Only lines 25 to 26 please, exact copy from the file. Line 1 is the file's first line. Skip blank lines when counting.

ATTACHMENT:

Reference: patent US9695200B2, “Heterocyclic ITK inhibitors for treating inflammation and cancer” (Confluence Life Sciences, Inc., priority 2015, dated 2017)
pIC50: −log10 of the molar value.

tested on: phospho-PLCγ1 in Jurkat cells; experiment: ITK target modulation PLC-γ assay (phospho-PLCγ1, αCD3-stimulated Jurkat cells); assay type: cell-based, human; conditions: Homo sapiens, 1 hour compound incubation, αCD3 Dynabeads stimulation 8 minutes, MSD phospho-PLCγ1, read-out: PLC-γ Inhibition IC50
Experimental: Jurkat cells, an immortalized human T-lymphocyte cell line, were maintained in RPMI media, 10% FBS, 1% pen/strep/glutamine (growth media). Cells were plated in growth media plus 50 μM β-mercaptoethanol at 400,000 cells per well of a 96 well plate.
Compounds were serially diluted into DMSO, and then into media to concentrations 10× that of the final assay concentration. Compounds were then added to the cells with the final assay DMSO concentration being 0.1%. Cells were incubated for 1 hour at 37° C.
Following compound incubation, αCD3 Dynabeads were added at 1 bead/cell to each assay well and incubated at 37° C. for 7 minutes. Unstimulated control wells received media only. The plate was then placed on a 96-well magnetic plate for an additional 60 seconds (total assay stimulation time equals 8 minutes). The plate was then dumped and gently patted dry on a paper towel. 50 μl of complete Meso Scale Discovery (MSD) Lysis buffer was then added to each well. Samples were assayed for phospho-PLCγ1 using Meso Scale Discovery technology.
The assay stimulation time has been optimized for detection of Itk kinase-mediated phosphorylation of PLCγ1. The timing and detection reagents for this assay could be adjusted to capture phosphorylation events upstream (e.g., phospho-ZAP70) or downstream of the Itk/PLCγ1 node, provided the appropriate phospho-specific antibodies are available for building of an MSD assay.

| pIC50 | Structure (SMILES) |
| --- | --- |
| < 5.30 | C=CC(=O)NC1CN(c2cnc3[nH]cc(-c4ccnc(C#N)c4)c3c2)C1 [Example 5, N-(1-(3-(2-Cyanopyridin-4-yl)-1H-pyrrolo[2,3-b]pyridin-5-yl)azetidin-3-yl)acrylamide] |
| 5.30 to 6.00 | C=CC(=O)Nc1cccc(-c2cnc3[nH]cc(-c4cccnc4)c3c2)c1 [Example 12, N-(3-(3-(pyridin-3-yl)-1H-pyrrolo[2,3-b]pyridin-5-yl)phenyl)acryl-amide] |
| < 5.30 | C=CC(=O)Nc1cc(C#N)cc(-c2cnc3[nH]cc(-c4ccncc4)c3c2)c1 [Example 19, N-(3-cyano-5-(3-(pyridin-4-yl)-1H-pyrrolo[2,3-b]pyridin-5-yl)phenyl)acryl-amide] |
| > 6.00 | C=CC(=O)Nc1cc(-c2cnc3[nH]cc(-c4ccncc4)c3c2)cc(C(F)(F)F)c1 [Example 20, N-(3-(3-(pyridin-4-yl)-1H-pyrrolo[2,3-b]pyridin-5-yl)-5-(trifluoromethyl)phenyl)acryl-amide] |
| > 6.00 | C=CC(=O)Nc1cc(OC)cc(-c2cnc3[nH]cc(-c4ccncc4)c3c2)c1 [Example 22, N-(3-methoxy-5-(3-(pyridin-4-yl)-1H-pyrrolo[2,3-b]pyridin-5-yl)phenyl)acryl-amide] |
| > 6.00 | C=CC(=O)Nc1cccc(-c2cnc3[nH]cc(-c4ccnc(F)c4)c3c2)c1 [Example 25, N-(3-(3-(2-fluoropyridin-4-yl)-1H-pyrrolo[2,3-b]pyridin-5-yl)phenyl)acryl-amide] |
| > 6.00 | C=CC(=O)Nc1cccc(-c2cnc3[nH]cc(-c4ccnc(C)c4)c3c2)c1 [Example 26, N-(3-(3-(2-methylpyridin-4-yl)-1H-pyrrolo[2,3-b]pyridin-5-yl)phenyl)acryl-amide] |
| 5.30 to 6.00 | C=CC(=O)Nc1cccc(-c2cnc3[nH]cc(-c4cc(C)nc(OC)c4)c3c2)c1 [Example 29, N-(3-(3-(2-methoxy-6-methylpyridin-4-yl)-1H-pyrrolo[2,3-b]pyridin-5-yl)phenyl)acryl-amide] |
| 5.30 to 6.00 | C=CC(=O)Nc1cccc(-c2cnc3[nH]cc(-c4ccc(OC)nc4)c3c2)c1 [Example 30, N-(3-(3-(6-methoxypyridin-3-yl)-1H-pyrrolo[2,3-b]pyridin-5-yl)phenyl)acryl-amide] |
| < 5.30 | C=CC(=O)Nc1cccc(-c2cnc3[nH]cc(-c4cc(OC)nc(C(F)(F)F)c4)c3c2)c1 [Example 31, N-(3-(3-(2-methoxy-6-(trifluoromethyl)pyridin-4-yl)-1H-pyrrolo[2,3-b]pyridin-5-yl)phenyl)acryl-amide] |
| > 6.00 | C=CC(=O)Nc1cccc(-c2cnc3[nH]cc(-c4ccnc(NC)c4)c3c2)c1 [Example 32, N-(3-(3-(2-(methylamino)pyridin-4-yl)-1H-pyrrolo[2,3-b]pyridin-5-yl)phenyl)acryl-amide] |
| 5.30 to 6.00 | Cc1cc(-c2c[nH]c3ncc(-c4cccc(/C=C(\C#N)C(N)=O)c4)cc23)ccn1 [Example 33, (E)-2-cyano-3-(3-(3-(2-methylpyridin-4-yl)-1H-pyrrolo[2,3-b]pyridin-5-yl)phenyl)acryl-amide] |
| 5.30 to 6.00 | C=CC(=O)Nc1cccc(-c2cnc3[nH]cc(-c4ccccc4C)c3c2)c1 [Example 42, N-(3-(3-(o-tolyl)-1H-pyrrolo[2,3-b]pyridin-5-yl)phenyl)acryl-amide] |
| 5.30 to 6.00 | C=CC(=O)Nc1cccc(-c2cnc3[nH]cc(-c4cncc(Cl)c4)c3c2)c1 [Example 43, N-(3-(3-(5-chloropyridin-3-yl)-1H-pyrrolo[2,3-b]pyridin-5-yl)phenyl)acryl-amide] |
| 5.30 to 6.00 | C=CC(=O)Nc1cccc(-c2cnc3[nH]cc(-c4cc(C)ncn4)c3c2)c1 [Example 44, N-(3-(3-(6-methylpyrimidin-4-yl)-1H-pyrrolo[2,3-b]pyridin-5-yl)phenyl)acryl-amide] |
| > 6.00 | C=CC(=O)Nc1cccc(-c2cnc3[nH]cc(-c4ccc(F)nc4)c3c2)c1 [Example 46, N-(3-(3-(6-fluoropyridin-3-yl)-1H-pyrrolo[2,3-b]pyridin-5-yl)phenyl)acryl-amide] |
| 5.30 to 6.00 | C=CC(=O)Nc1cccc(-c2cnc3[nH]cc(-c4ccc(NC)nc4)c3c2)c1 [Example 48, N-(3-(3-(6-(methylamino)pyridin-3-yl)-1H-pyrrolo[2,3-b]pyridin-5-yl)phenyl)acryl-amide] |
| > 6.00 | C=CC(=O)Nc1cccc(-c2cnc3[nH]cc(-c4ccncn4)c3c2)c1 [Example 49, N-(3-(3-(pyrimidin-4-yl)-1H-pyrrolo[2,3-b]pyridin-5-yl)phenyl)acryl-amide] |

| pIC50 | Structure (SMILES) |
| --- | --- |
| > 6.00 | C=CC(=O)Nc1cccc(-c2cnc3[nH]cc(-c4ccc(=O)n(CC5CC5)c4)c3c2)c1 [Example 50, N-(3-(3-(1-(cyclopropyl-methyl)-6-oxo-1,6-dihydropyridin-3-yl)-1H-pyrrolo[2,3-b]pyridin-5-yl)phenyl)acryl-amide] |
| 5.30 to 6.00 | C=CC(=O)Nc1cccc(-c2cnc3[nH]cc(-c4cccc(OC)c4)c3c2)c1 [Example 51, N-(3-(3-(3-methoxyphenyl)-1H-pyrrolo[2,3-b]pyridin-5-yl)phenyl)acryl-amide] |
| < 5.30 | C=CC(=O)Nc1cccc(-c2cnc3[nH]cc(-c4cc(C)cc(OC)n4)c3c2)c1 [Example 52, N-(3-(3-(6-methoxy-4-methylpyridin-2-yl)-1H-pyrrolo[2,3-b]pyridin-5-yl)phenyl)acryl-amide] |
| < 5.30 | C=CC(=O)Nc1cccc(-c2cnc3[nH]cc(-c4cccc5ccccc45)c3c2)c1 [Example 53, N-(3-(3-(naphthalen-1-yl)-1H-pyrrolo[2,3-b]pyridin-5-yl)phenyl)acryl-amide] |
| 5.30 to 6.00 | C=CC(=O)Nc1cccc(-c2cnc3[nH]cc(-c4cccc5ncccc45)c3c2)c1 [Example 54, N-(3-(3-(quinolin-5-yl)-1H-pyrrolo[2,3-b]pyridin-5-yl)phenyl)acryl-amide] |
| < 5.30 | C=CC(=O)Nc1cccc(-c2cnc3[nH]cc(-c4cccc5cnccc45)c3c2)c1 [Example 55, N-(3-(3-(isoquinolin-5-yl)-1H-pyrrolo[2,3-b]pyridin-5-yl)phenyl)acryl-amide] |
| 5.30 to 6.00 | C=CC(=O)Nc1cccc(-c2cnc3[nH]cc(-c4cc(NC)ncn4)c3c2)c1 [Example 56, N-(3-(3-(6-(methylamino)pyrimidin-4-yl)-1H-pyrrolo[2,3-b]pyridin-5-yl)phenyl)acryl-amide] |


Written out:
| > 6.00 | C=CC(=O)Nc1cccc(-c2cnc3[nH]cc(-c4ccc(F)nc4)c3c2)c1 [Example 46, N-(3-(3-(6-fluoropyridin-3-yl)-1H-pyrrolo[2,3-b]pyridin-5-yl)phenyl)acryl-amide] |
| 5.30 to 6.00 | C=CC(=O)Nc1cccc(-c2cnc3[nH]cc(-c4ccc(NC)nc4)c3c2)c1 [Example 48, N-(3-(3-(6-(methylamino)pyridin-3-yl)-1H-pyrrolo[2,3-b]pyridin-5-yl)phenyl)acryl-amide] |